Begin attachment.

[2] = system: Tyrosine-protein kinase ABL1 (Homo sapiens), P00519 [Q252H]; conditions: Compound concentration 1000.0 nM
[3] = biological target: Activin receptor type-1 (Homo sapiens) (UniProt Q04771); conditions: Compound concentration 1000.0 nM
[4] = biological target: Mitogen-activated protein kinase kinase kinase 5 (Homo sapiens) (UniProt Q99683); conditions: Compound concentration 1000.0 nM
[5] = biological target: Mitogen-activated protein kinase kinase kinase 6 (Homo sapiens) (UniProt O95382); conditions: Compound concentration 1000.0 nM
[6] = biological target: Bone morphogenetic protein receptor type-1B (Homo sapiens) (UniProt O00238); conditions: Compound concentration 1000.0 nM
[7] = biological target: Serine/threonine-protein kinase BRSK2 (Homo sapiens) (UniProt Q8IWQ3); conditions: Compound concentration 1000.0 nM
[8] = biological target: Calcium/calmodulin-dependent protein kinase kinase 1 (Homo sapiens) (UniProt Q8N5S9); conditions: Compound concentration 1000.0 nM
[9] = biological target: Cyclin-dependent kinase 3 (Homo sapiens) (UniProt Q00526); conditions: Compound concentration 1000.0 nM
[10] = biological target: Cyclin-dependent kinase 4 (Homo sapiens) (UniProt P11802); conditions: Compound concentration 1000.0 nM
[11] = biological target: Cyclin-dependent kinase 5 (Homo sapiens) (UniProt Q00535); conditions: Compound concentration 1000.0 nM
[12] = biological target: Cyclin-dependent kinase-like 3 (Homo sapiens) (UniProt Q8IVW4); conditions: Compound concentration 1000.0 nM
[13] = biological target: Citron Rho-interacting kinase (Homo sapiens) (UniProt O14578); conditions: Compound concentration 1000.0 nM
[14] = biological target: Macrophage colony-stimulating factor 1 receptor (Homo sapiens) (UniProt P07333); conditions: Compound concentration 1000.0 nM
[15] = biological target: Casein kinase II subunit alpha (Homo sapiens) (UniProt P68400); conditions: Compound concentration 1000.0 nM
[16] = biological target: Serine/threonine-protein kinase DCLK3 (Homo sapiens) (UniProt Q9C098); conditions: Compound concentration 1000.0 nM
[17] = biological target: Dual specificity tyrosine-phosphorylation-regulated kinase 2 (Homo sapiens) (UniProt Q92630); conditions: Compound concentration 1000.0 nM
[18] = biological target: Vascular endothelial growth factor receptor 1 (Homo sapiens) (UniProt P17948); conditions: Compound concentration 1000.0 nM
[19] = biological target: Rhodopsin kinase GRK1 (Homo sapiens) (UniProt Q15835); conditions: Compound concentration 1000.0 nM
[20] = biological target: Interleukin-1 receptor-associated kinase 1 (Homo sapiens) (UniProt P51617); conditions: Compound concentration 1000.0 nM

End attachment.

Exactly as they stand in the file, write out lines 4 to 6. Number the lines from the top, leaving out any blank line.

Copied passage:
[5] = biological target: Mitogen-activated protein kinase kinase kinase 6 (Homo sapiens) (UniProt O95382); conditions: Compound concentration 1000.0 nM
[6] = biological target: Bone morphogenetic protein receptor type-1B (Homo sapiens) (UniProt O00238); conditions: Compound concentration 1000.0 nM
[7] = biological target: Serine/threonine-protein kinase BRSK2 (Homo sapiens) (UniProt Q8IWQ3); conditions: Compound concentration 1000.0 nM